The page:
Data61 has been working on a method of compressing the LIDAR made maps. Researchers recently devised a way to compress an image of a five hectare environment down to five or six megabytes.
“Whereas the total map would be multiple gigabytes,” says Pauling. “The trade-off is resolution and fidelity so these kind of things feed into what is required in the scenario and what do we do to get the information back that’s required on the surface.”
The work is done on board the drone or robot which will be fitted with “desktop power computers” with CPUs and GPUs.
Establishing a communications link – even if only a ‘garden hose’ – is a tough hurdle to be overcome.
One method being explored by Data61 is for the robots to drop battery powered ‘deployable communications pucks’ along their route.
“The downside is breaks in the chain might break the whole link, and there’s endurance of battery life if you’re employing powered systems. There’s the weight of all these things too – if you have to carry 20 or 30 it could become a significant fraction of your available payload,” Pauling says.
Another way could be to use very low frequency radio waves, which can penetrate through rock – but only so far.
“These challenges aren’t really solved yet,” says Pauling.
That’s it for me
The more the robots and drones can do by themselves the better. To explore and map a space, they will need to be pre-loaded with strategies – what should they do, for example, if they encounter a fork in a tunnel.
“You might say I’m always going to pick the left hand one first and go down there and keep going until I can’t go any further. And then I’m going to come back and explore the next tunnel I see. That’s one strategy,” says Pauling.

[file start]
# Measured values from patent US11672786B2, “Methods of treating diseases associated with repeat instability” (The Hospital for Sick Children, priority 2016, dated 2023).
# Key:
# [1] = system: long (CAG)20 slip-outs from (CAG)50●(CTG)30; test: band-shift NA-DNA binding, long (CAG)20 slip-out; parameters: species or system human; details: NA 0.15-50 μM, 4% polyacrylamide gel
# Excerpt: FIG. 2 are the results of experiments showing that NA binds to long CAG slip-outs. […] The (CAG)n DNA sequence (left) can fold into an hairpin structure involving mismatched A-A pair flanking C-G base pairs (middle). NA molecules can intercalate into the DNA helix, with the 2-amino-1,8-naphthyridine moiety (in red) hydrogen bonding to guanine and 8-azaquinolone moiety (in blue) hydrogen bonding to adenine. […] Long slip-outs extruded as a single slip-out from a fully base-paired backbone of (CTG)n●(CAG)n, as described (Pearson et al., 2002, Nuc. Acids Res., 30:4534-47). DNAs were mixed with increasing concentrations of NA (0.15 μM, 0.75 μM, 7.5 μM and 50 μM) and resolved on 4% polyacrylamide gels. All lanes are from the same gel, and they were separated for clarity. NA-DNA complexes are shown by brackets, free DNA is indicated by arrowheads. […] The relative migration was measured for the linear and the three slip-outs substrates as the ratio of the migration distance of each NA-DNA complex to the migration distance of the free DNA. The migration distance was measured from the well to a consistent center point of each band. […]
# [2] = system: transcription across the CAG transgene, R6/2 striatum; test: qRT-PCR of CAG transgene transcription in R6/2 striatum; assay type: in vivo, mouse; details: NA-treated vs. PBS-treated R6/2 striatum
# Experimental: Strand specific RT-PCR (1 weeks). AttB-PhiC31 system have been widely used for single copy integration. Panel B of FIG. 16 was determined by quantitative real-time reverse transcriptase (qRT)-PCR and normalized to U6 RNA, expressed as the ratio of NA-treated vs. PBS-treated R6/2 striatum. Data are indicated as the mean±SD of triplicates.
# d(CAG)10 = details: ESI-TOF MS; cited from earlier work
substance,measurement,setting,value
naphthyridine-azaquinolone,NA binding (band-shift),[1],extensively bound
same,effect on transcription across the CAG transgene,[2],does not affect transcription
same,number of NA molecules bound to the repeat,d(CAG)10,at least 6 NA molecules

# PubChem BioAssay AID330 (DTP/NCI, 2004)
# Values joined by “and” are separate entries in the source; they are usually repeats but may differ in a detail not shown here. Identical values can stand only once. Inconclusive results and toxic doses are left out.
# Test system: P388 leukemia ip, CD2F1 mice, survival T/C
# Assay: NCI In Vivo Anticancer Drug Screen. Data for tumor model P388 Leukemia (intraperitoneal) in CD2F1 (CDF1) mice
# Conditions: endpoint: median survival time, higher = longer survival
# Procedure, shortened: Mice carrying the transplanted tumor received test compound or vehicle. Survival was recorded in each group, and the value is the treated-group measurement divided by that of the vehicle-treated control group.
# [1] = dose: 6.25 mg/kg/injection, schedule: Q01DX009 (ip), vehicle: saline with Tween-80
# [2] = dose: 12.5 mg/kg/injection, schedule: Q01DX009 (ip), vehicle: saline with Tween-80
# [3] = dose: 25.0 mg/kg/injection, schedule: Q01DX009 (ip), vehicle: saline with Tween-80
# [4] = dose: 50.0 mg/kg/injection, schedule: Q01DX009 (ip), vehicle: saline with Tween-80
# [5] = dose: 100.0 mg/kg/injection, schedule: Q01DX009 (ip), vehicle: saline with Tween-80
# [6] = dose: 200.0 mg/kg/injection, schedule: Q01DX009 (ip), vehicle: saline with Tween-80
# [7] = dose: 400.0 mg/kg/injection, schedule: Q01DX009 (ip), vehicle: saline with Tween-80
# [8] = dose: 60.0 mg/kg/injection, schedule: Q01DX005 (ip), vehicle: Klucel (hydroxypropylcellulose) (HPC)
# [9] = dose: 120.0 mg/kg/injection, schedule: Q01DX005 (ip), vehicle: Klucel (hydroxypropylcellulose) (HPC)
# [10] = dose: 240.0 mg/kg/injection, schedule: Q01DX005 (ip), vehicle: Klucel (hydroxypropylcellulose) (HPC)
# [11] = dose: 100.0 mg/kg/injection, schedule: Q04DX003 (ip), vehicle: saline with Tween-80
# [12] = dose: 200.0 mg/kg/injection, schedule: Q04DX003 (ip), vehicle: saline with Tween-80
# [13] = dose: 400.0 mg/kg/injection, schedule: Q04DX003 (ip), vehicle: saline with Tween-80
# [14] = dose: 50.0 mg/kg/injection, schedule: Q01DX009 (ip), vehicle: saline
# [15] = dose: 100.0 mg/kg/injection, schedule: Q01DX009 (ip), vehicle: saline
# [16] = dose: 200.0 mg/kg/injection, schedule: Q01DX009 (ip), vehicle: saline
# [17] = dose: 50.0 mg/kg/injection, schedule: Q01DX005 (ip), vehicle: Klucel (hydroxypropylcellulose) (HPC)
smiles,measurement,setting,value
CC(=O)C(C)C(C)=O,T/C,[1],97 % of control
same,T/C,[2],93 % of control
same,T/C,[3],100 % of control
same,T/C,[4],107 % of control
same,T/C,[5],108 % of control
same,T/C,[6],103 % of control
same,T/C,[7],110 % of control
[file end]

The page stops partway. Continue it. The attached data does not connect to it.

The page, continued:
“The other way could be I’m going to go a little bit down the tunnel on the left until I hit another branching point, then I’ll come back out and try the other one and see how that goes and make a decision based on that. There are a lot of different strategies that need to be researched and explored,” he adds.
Those strategies will also need to consider the endurance of the bots, whether they can cover certain conditions more efficiently than others and also the importance of the information they have already collected.
The success of the mission will be paramount in the machines’ minds.
“It might be running out of battery. The best thing for it to do might be to say, I’m a disposable robot, I’ve got really important information that I’ve got from this tunnel, I better go back and tell the rest of the fleet that there’s this interesting thing down there – and that will be it for me,” Pauling says.
“That’s one of the nice things about robots they are disposable, and humans aren’t, and that’s one of the reasons you’d rather send them down into those environments,” he adds.
The team will be heading to the US to compete in the first of the challenges – the tunnel circuit – at the end of next year. The urban and cave circuits will be faced in 2020 before a final challenge combining each in 2021.
“It’s all tough,” Pauling says, “that’s why it’s a DARPA problem.”